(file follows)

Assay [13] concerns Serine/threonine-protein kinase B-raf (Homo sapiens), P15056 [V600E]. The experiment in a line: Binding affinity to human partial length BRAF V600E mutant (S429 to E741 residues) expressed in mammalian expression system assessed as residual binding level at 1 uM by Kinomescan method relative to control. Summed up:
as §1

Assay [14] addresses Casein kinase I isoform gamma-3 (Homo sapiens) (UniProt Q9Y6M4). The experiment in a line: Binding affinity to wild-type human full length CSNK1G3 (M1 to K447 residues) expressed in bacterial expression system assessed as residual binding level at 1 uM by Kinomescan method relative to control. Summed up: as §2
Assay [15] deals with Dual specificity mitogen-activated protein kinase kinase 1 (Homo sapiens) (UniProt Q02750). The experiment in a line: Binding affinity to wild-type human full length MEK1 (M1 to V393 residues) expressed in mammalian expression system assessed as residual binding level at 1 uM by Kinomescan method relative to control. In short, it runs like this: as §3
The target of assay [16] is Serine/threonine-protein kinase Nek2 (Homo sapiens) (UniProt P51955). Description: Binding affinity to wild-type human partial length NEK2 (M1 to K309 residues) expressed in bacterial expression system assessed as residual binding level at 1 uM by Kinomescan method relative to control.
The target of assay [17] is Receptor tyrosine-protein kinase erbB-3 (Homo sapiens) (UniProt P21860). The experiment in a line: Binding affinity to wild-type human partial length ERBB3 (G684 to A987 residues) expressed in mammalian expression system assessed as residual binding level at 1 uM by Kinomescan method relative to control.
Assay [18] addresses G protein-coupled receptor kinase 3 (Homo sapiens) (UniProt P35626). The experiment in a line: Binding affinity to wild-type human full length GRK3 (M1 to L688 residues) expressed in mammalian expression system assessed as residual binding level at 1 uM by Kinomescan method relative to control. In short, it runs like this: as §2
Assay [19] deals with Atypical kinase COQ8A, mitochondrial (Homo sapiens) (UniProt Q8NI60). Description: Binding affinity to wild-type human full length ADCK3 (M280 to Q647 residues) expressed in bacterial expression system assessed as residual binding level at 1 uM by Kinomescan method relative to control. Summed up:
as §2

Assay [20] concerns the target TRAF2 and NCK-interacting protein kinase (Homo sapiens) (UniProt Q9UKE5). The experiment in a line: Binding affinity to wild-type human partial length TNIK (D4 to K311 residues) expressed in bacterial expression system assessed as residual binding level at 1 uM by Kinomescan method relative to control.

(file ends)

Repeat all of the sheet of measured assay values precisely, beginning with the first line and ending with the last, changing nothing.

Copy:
Assay [13] concerns Serine/threonine-protein kinase B-raf (Homo sapiens), P15056 [V600E]. The experiment in a line: Binding affinity to human partial length BRAF V600E mutant (S429 to E741 residues) expressed in mammalian expression system assessed as residual binding level at 1 uM by Kinomescan method relative to control. Summed up:
as §1

Assay [14] addresses Casein kinase I isoform gamma-3 (Homo sapiens) (UniProt Q9Y6M4). The experiment in a line: Binding affinity to wild-type human full length CSNK1G3 (M1 to K447 residues) expressed in bacterial expression system assessed as residual binding level at 1 uM by Kinomescan method relative to control. Summed up: as §2
Assay [15] deals with Dual specificity mitogen-activated protein kinase kinase 1 (Homo sapiens) (UniProt Q02750). The experiment in a line: Binding affinity to wild-type human full length MEK1 (M1 to V393 residues) expressed in mammalian expression system assessed as residual binding level at 1 uM by Kinomescan method relative to control. In short, it runs like this: as §3
The target of assay [16] is Serine/threonine-protein kinase Nek2 (Homo sapiens) (UniProt P51955). Description: Binding affinity to wild-type human partial length NEK2 (M1 to K309 residues) expressed in bacterial expression system assessed as residual binding level at 1 uM by Kinomescan method relative to control.
The target of assay [17] is Receptor tyrosine-protein kinase erbB-3 (Homo sapiens) (UniProt P21860). The experiment in a line: Binding affinity to wild-type human partial length ERBB3 (G684 to A987 residues) expressed in mammalian expression system assessed as residual binding level at 1 uM by Kinomescan method relative to control.
Assay [18] addresses G protein-coupled receptor kinase 3 (Homo sapiens) (UniProt P35626). The experiment in a line: Binding affinity to wild-type human full length GRK3 (M1 to L688 residues) expressed in mammalian expression system assessed as residual binding level at 1 uM by Kinomescan method relative to control. In short, it runs like this: as §2
Assay [19] deals with Atypical kinase COQ8A, mitochondrial (Homo sapiens) (UniProt Q8NI60). Description: Binding affinity to wild-type human full length ADCK3 (M280 to Q647 residues) expressed in bacterial expression system assessed as residual binding level at 1 uM by Kinomescan method relative to control. Summed up:
as §2

Assay [20] concerns the target TRAF2 and NCK-interacting protein kinase (Homo sapiens) (UniProt Q9UKE5). The experiment in a line: Binding affinity to wild-type human partial length TNIK (D4 to K311 residues) expressed in bacterial expression system assessed as residual binding level at 1 uM by Kinomescan method relative to control.